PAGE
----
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Hillary Clinton finally found her argument against Bernie Sanders

One of the problems Hillary Clinton has had in this primary so far is deciding what, exactly, her case against Bernie Sanders should be. She's had a difficult time of it because, as I've written, even her own supporters generally like Sanders quite a lot personally.

As a result, she's been throwing a bunch of things against the wall to see what will stick. Sometimes she says Sanders is too left-wing, like on his health care views. Sometimes she says he's not left-wing enough, like on gun control and immigration. Sometimes she says she essentially agrees with him but that her plans for achieving their shared goals are more realistic. And lately she's been arguing, rather unconvincingly, that the problem with Sanders is that he's insufficiently supportive of Barack Obama.

But a campaign needs to define its opponent — to tell a simple story about why someone shouldn't vote for him or her. And together, all these arguments from Clinton end up sounding like a muddle. They don't paint one clear picture of Sanders — indeed, they often contradict each other. Is he too liberal, not liberal enough, or just as liberal as Clinton?

That's why, after a two-hour debate during which Clinton flitted back and forth between all the criticisms listed above, I was surprised to hear that in her closing statement she finally delivered a clear, easy-to-understand explanation for why Democratic primary voters shouldn't support Sanders. Here it is:

We agree that we've got to get unaccountable money out of politics. We agree that Wall Street should never be allowed to wreck Main Street again. But here's the point I want to make tonight. I am not a single issue candidate, and I do not believe we live in a single issue country.

I think that a lot of what we have to overcome to break down the barriers that are holding people back, whether it's poison in the water of the children of Flint, or whether it's the poor miners who are being left out and left behind in coal country, or whether it is any other American today who feels somehow put down and oppressed by racism, by sexism, by discrimination against the LGBT community, against the kind of efforts that need to be made to root out all of these barriers, that is what I want to take on.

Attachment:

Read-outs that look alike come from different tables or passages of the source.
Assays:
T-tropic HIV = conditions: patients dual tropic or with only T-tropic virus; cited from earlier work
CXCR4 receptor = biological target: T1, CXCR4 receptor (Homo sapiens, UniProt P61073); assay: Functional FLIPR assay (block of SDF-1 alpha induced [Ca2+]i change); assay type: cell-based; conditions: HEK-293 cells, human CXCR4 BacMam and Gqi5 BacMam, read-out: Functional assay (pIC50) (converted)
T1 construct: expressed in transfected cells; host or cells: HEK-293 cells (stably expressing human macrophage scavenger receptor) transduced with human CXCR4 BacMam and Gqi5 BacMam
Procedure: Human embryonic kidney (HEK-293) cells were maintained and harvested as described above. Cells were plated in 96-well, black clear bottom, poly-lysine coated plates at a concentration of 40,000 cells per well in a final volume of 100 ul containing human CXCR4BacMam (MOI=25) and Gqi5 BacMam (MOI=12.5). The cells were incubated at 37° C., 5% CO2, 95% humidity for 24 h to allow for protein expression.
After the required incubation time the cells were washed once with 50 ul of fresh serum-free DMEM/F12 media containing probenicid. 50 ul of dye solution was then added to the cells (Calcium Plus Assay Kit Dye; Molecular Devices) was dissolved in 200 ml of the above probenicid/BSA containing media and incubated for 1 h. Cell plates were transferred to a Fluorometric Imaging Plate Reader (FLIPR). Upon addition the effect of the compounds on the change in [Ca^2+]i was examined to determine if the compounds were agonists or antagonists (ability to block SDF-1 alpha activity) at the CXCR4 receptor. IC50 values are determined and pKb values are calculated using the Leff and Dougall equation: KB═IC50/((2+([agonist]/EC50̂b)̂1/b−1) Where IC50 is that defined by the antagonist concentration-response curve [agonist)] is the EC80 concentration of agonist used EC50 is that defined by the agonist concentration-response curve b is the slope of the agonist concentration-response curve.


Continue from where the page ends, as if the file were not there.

And here in Wisconsin I want to reiterate, we've got to stand up for unions and working people who have been at the core of the American middle class and who are being attacked by ideologues, by demagogues. Yes, does Wall Street and big financial interests along with drug companies, insurance companies, big oil, all of it, have too much influence? You're right.

But if we were to stop that tomorrow, we would still have the indifference, the negligence that we saw in Flint. We would still have racism holding people back. We would still have sexism preventing women from getting equal pay. We would still have LGBT people who get married on Saturday and get fired on Monday. And we would still have governors like Scott Walker and others trying to rip out the heart of the middle class by making it impossible to organize and stand up for better wages and working conditions.

So I'm going to keep talking about tearing down all the barriers that stand in the way of Americans fulfilling their potential because I don't think our country can live up to its potential unless we give a chance to every single American to live up to theirs.

Regardless of whether you agree with Clinton here, I suspect this was a significant moment and that we'll hear a whole lot more of her and her surrogates attempting to portray Sanders as a "single-issue candidate." Because this one narrative accomplishes several of Clinton's political objectives:

  • It paints Sanders as a kind of protest candidate who's just in the race to make a statement and shouldn't be taken all that seriously.
  • It advances Clinton's argument that she has broader experience and qualifications on many more issues — that she's more serious than him.
  • It implies to women and nonwhite voters that Sanders just doesn't care about issues important to them all that much.
  • It portrays Sanders's diagnosis of what ails America — mainly the influence of big money — as simplistic.
  • It's a reason that Sanders shouldn't be the nominee, and it doesn't require people who like him (as many Democrats and even Clinton supporters do) to stop liking him.
  • And, unlike many of Clinton's other arguments against Sanders, it has the ring of truth to it — Sanders really does bring up Wall Street, corporations, and the wealthy in his answers to practically every question (in this debate he said he'd improve race relations by getting rid of "tax breaks to billionaires"). And he seems less comfortable when he discusses other topics.

That's not to say that this argument will work for Clinton. Sanders believes his simple message is the key to his success so far, and he may well be right. But in contrast to the potpourri of disparate criticisms Clinton has offered so far, it does have the advantage of telling a clear and at least somewhat plausible story about her opponent. We'll see whether she returns to it in the coming weeks — and, if so, whether Democratic voters buy it.


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